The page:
Breakfast items

What to Eat Before a Run

Let’s say you’re going to run today. Maybe the race you’re running starts at 9 am. The biggest question is, “What do I eat for breakfast?”. Well, you have options, but I want to go through the foods you should and shouldn’t eat before a race. 

Running Food Tip #1: we’ll be keeping fiber and fat low. 

As a prefix to this post, I’d like to mention that we won’t be touching on any specific diets like keto, vegan, vegetarian, paleo, or carnivore (or any others out there). Most of what I discuss will be diet agnostic but may not always fully align with your requirements. You can always try and adapt the information based on your dietary needs! 

Good & Bad Breakfasts Before A Run

A few examples of good breakfasts include simple rice puddings, pancakes made with Cassava, grits, cornbread, and sweet potatoes

Some examples of bad foods for breakfasts include beans, lentils, legumes, nuts, seeds, oatmeal (which is possibly too high in fiber), chia seeds, whole wheat products, and cheese.

Now, I’ve just listed off many different foods here – but I promise there is a reason behind it. While I mentioned some of these foods as “bad,” they can still work for your pre-run meal. If you leave enough time before your run and give your body time to digest these foods, they may give you no trouble.

Now let me explain what we consider “good” and “bad,” and if you read to the end, I’ll give you a free Pre-Race recipe guide to get you on track!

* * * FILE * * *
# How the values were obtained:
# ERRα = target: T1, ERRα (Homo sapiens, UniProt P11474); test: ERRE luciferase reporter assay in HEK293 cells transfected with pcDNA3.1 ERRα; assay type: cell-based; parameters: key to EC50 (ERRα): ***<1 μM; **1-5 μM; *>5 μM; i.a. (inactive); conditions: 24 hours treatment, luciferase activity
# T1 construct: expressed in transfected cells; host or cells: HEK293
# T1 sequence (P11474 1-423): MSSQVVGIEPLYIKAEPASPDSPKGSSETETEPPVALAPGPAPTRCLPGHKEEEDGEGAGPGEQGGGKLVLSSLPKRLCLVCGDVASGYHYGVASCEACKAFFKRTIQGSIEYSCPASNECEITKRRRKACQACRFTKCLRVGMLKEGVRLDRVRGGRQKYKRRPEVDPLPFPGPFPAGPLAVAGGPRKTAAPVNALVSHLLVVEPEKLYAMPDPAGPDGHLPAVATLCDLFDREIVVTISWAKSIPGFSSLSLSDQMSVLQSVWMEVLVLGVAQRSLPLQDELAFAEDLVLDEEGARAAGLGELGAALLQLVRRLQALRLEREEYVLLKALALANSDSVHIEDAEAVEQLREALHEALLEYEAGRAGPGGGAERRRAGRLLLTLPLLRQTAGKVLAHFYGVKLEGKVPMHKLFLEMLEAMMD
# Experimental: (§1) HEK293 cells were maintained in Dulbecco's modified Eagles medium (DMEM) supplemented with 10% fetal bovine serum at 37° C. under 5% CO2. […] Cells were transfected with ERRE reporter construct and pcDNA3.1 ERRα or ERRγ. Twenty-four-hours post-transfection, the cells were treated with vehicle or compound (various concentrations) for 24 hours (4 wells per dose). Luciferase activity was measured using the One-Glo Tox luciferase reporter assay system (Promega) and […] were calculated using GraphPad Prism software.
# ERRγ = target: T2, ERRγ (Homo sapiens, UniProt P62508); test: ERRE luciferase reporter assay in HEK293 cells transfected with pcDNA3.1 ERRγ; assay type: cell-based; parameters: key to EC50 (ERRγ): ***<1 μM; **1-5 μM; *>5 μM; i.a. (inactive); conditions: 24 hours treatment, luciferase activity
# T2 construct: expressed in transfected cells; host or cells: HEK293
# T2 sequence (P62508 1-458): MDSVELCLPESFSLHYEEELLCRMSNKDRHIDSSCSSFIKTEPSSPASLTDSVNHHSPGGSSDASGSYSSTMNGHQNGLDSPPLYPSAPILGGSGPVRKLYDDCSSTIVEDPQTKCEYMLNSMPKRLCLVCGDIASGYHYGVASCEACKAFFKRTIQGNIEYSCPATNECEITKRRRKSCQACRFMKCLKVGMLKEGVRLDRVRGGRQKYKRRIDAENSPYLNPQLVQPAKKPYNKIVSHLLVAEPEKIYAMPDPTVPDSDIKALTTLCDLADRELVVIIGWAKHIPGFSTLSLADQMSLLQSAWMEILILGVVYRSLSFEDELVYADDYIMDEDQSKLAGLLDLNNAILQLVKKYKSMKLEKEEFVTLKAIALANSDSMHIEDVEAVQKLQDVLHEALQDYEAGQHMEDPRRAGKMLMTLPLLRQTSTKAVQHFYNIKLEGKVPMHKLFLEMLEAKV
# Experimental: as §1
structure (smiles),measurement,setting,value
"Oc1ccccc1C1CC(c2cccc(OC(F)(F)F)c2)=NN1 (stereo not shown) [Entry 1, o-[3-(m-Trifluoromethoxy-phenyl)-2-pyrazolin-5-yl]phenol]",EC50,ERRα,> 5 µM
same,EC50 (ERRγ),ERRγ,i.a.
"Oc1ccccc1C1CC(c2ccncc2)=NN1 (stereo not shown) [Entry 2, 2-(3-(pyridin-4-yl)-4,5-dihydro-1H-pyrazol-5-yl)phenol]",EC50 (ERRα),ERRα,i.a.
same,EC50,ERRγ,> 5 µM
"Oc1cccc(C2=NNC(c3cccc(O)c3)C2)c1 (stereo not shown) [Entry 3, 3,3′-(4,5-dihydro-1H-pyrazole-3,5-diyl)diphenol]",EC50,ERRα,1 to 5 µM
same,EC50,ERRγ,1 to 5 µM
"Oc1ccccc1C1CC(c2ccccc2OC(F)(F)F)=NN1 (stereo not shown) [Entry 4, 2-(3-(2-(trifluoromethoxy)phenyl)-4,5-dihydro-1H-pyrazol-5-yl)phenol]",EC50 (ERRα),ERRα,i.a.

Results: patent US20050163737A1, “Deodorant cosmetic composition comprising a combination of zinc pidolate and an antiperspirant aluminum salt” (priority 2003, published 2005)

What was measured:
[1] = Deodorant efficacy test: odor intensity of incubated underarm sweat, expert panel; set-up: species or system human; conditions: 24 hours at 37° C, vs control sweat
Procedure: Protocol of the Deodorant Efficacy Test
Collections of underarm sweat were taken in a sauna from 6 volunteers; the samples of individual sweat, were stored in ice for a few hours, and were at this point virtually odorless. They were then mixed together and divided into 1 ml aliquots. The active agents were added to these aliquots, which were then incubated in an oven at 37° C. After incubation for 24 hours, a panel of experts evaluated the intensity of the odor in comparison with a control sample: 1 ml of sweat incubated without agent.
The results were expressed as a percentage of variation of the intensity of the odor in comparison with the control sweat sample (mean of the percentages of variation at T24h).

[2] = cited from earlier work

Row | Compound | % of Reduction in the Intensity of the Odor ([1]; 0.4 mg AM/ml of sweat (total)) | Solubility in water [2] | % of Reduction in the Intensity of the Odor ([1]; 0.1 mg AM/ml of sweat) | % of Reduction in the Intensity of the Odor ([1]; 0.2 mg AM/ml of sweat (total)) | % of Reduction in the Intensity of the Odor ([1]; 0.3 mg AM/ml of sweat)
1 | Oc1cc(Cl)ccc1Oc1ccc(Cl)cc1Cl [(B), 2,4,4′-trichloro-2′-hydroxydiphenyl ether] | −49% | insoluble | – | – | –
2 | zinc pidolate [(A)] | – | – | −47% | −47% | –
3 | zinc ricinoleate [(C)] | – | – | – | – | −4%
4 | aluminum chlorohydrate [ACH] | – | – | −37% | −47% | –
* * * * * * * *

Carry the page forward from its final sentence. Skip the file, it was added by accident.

What Makes a Good Breakfast Before Running

Stick to Low-Fiber

Keeping fiber on the lower end of the food scale is wise – especially when it comes to long-distance running. That’s because fiber can give your digestive system a harder time. Interestingly, fiber doesn’t get absorbed by your body like other foods. Instead, it passes through your digestive system, allowing the good bacteria in your gut to feed upon it, while also bulking out your stool to help stimulate bowel movements. 

On a typical day, helping a bowel movement may be what you want, but it’s not ideal for a race day. Because of this, it’s not advisable to overeat fiber close to your race time.

Before your race, try to avoid eating large amounts of high fibrous foods like:

  • Grains
  • Legumes
  • Beans
  • Some nuts and seeds.

Keep it Low-Fat

Fat can be difficult to digest on a regular day – much less a race day. As it moves through the digestive tract, fat is usually absorbed by the small intestine with the help of enzymes produced by the pancreas and bile from the liver. Isn’t our body just amazing?

The issue here is that digesting fat requires more energy and more blood flow to be absorbed appropriately. When you run, blood flow is directed towards the muscles working on running and away from the digestive system. And now there’s less blood flow for the digestive system fat cannot be adequately digested and possibly causing cramping and toilet troubles.

A little fat can be fine; it’s a case of giving your body time to digest the fat before the run.

Opt for Low-Protein

Protein has a very similar story to fat. It is also a little harder to digest due to the blood flow issue. Therefore it’s advisable to keep protein reasonably low in your meal before your morning run. 

Again, if enough time is left between the run and breakfast, it’s possible to add a little more protein, but timing is critical. 

So remember, no protein drinks before you head out for a run. 

Alternative Eat when you run

Say Yes To High, Easily Digestible Carbs